Archive for January, 2012

How to design video games that support good math learning: Level 2.

The educational goal
Part 2 of a series.

Anyone setting out to design a video game to help students learn mathematics should start out by reading – several times, from cover to cover – the current “bible” on K-12 mathematics education. It is called Adding it Up: Helping Children Learn Mathematics, and was published by the National Academies Press in 2001. The result of several years work by the National Research Council’s Mathematics Learning Study Committee, a blue-ribbon panel of experts assembled to carry out that crucial millennial task, this invaluable volume sets out to codify the mathematical knowledge and skills that are thought to be important in today’s society. As such, it provides the best single source currently available for guidelines on good mathematics instruction.

The report’s authors use the phrase mathematical proficiency to refer to the aggregate of mathematical knowledge, skills, developed abilities, habits of mind, and attitudes that are essential ingredients for life in the twenty-first century. They then break this aggregate down to what they describe as “five tightly interwoven” threads:

Conceptual understanding – the comprehension of mathematical concepts, operations, and relations

Procedural fluency – skill in carrying out arithmetical procedures accurately, efficiently, flexibly, and appropriately

Strategic competence – the ability to formulate, represent, and solve mathematical problems arising in real-world situations

Adaptive reasoning – the capacity for logical thought, reflection, explanation, and justification

Productive disposition – a habitual inclination to see mathematics as sensible, useful, and worthwhile, combined with a confidence in one’s own ability to master the material.

The authors stress that it is important not to view these five goals as a checklist to be dealt with one by one. Rather, they are different aspects of what should be an integrated whole. On page 116 of the report, they say [emphasis in the original, image reproduced with permission]:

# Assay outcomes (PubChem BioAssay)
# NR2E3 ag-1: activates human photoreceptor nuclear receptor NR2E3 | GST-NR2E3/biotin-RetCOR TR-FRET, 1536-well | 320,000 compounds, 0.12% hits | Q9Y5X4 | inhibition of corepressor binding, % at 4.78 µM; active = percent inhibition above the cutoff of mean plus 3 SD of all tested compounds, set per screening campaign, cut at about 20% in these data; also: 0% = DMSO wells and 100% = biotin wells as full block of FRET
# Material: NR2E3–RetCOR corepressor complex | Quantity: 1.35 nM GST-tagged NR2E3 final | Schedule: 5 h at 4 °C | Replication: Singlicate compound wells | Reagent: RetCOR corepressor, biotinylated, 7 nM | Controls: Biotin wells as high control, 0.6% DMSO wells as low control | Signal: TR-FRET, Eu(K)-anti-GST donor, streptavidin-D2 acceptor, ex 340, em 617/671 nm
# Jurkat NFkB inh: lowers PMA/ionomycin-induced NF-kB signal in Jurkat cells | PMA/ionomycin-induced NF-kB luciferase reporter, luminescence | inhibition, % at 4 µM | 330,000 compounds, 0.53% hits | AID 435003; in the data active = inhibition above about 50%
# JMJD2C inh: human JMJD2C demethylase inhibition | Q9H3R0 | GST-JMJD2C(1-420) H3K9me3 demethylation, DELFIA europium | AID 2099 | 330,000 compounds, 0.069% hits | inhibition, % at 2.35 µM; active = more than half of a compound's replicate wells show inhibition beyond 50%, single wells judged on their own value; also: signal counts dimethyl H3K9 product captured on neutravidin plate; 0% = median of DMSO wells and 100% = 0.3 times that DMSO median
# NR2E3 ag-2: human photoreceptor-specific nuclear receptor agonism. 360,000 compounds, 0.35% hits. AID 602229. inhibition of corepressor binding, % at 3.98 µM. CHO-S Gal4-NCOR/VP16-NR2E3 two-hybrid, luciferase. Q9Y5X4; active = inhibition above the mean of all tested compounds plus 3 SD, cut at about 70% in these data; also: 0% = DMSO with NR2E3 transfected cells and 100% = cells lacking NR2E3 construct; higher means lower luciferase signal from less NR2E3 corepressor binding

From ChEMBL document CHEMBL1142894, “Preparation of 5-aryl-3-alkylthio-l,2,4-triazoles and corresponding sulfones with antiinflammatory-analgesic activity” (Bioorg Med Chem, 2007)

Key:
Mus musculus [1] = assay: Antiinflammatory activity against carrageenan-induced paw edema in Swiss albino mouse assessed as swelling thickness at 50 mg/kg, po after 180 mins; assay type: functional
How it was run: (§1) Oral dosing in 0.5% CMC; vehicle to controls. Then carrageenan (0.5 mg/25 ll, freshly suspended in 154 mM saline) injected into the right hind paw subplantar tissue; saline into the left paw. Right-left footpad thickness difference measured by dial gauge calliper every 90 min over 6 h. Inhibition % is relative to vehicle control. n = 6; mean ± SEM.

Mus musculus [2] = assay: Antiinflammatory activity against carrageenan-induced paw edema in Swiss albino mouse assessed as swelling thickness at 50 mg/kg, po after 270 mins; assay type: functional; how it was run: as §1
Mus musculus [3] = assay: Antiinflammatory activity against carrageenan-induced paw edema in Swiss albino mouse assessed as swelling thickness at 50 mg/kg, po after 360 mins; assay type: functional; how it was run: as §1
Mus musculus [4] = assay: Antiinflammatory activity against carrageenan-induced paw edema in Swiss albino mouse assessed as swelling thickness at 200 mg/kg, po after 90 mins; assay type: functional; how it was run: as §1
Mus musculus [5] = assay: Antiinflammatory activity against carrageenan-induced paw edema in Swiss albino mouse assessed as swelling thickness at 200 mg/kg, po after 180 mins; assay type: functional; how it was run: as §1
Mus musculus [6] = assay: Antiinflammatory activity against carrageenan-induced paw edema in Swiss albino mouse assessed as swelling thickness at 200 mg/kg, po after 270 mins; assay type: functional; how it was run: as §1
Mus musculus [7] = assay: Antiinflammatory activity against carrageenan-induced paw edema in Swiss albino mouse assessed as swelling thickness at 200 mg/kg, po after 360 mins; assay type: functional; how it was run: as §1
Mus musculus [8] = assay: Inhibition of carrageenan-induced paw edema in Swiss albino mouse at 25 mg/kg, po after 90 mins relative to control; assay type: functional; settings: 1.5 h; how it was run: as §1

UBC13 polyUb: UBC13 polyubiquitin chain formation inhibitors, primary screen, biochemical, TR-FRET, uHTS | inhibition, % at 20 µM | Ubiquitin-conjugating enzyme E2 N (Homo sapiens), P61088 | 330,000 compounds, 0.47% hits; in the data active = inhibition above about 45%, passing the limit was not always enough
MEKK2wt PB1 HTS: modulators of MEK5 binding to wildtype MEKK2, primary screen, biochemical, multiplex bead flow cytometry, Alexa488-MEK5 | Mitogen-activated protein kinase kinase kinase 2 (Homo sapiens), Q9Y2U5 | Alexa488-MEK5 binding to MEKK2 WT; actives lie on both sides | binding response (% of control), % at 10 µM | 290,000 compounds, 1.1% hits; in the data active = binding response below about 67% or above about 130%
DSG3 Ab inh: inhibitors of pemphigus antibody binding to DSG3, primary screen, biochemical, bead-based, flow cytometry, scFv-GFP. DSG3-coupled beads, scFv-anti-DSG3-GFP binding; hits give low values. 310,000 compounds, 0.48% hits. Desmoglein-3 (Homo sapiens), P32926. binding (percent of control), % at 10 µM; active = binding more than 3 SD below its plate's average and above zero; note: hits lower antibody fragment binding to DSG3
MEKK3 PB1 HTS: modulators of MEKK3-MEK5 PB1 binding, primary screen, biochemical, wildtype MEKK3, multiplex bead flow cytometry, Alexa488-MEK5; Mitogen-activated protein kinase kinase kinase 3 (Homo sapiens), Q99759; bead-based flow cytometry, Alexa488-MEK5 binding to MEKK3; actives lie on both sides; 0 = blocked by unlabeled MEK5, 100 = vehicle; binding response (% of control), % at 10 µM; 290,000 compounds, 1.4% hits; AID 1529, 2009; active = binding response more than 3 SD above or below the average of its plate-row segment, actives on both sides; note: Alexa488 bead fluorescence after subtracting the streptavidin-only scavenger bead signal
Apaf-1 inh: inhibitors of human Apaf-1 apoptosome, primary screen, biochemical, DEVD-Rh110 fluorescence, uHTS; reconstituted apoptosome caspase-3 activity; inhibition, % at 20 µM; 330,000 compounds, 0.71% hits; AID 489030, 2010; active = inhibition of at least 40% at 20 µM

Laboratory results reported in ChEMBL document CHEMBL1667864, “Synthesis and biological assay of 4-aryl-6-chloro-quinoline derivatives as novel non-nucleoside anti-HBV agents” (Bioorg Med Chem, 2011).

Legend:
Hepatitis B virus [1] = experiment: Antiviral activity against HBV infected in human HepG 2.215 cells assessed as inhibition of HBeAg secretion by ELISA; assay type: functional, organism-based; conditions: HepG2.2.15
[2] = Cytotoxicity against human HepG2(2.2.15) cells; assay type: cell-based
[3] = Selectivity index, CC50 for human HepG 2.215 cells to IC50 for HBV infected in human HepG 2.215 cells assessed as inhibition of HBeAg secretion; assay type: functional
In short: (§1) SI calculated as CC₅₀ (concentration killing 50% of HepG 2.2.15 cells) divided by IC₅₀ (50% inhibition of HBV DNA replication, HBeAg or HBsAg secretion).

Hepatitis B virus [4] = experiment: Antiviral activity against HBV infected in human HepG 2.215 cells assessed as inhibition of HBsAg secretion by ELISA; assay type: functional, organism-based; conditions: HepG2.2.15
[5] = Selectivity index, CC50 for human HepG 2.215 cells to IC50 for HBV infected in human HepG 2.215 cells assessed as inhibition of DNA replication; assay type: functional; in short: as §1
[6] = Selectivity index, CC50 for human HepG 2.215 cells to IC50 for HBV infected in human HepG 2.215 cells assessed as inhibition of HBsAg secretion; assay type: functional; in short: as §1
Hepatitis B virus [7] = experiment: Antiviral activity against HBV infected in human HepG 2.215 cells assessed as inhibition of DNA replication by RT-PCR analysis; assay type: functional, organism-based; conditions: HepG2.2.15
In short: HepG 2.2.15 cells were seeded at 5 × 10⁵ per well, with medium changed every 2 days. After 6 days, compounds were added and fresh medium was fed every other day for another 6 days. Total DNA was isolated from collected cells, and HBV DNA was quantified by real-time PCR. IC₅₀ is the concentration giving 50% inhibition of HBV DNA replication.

The most important observation we make here, one stressed throughout this report, is that the five strands are interwoven and interdependent in the development of proficiency in mathematics. Mathematical proficiency is not a one-dimensional trait, and it cannot be achieved by focusing on just one or two of these strands. … [W]e argue that helping children acquire mathematical proficiency calls for instructional programs that address all its strands. As they go from pre-kindergarten to eighth grade, all students should become increasingly proficient in mathematics.

In my book, I describe in some detail how to incorporate these educational goals (actually, to be faithful to the NRC Committee’s recommendation, I should say “educational goal”, in the singular) into good game design for a video game that seeks to help children learn mathematics. In this post, I’ll simply distill from that discussion eight important things to avoid. Try using this list to evaluate any math ed video game on the market. Very few – and I mean VERY few – pass through this filter.

  • AVOID: Confusing mathematics (a way of thinking) with its (symbolic) representation on a static, flat surface. (cf. music and music notation.)
  • AVOID: Presenting the mathematical activities as separate from the game action and game mechanics.
  • AVOID: Relegating the mathematics to a secondary activity when it should be the main focus.
  • AVOID: Reinforcing the perception that math is an obstacle that gets in the way of doing more enjoyable things.
  • AVOID: Reinforcing the perception that math is an arbitrary hurdle to be overcome, or circumvented, in order to progress .
  • AVOID: Encouraging the student to try to answer quickly, without reflection.
  • AVOID: Reinforcing the belief that math is just a large bag of isolated facts and tricks.
  • AVOID: Reinforcing the perception that math is so intrinsically uninteresting it has to be sugar coated.

I’ll be referring to Adding It Up a lot in this series. I shall also discuss many things TO DO when designing a good video game that support good learning, not just what to avoid. As you might (and for sure should) realize, with two challenging goals, good game and good learning, designing a successful math ed video game is difficult. Very difficult. If you do not have an experienced and knowledgable mathematics education specialist on your team, you are not going to succeed. Period.